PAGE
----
All GCSE maths students in England will have the chance to gain a grade C if a pilot scheme is extended.
GCSE maths results are behind those for subjects overall
Under the current three-tier entry system - decided by candidates' ability - the lowest-placed group can only get a D, however well it performs.
The Qualifications and Curriculum Authority proposes replacing this with two tiers, allowing all to gain a C.
Chief executive Ken Boston said it was vital to "inspire, encourage and motivate" maths students.
The revised assessment system, which brings maths into line with other GCSE subjects such as science and English, could be in place by 2006.
Several thousand pupils, due to take their final exams this summer, will be taking part in the QCA's pilot scheme.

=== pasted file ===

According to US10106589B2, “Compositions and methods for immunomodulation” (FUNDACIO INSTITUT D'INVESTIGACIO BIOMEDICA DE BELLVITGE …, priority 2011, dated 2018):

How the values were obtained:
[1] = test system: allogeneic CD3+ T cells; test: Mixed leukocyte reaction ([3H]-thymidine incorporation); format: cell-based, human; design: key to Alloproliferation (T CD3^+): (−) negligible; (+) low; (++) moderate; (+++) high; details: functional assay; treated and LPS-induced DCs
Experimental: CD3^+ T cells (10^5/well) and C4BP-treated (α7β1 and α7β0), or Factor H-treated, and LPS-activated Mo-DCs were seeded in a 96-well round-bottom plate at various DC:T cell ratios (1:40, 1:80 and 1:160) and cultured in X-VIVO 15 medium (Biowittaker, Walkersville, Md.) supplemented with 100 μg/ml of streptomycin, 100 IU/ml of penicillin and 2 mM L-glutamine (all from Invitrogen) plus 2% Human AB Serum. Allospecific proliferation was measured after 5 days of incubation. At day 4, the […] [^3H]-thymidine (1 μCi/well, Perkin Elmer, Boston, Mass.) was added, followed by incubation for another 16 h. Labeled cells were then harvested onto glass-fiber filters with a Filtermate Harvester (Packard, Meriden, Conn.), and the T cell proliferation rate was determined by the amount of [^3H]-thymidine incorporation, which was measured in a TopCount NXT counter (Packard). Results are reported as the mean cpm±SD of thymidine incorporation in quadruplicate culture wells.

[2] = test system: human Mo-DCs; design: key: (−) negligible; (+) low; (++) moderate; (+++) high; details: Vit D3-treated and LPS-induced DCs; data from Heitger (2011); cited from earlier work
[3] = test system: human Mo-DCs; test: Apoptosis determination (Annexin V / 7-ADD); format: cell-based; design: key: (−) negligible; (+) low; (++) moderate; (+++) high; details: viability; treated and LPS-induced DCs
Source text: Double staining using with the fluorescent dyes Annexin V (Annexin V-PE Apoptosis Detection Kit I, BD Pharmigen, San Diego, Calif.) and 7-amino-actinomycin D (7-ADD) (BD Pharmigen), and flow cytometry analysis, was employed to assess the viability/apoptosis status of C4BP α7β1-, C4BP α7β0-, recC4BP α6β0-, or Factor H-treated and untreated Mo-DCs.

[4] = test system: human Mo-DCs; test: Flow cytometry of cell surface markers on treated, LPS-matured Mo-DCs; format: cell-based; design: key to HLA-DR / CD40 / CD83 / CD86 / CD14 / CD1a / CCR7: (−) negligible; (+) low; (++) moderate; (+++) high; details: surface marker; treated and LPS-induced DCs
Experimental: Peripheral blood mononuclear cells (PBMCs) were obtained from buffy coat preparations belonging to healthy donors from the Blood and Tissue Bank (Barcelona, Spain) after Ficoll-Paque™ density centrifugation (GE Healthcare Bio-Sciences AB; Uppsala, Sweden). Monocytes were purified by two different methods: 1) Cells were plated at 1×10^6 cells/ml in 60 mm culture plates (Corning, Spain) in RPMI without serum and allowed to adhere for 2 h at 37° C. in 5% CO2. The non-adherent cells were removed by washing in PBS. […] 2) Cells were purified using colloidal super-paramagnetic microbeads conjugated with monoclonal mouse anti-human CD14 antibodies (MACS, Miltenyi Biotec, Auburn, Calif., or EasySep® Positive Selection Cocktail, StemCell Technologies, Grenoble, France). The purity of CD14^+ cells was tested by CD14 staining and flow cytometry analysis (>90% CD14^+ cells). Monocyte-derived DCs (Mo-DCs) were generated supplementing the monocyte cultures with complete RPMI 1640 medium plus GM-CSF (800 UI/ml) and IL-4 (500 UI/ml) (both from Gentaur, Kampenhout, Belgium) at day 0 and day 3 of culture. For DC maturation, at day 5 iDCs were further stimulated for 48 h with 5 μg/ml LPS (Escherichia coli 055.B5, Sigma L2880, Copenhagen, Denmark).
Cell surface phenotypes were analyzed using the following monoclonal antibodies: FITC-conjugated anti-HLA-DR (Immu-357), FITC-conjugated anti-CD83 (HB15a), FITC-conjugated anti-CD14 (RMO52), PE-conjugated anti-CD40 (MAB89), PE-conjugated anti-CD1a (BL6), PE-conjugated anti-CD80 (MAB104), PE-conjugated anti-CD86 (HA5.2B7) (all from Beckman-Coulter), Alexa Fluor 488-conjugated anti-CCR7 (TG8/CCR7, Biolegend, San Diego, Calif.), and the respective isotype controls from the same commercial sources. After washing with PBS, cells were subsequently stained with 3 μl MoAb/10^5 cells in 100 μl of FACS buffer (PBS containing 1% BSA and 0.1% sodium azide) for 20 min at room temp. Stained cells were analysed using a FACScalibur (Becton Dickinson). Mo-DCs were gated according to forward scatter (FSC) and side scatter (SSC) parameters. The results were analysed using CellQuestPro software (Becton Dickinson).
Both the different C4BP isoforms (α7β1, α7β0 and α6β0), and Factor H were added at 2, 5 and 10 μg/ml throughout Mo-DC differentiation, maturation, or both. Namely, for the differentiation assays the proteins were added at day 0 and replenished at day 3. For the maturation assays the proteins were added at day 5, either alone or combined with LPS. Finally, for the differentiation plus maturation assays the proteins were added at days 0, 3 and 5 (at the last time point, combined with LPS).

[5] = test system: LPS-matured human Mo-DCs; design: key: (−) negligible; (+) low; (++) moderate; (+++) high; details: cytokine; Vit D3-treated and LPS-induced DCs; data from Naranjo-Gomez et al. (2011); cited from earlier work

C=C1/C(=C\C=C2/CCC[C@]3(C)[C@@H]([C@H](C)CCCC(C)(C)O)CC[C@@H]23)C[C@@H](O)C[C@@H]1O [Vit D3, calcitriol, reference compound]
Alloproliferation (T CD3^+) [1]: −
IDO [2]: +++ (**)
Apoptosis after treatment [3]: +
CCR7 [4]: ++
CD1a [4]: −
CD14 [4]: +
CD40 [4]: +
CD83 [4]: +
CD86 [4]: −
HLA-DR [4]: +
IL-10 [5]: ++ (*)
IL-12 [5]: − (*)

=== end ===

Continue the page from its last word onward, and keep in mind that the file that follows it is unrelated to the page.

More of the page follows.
Mr Boston said: "It is vital that we inspire, encourage and motivate young people in their studies by providing them with the opportunity to gain a grade C in GCSE mathematics.
"A two-tier model provides everyone with the opportunity, if they reach the required level, to gain a grade C."
In February, the government published its proposals for reforming education for 14 to 19-year-olds in England.
It said "functional" numeracy skills would have to be demonstrated before a candidate could achieve a C grade in GCSE maths.
Last summer, 51.7% of GCSE maths entries in England, Wales and Northern Ireland were graded A* to C.
For all subjects the figure was 59.2%.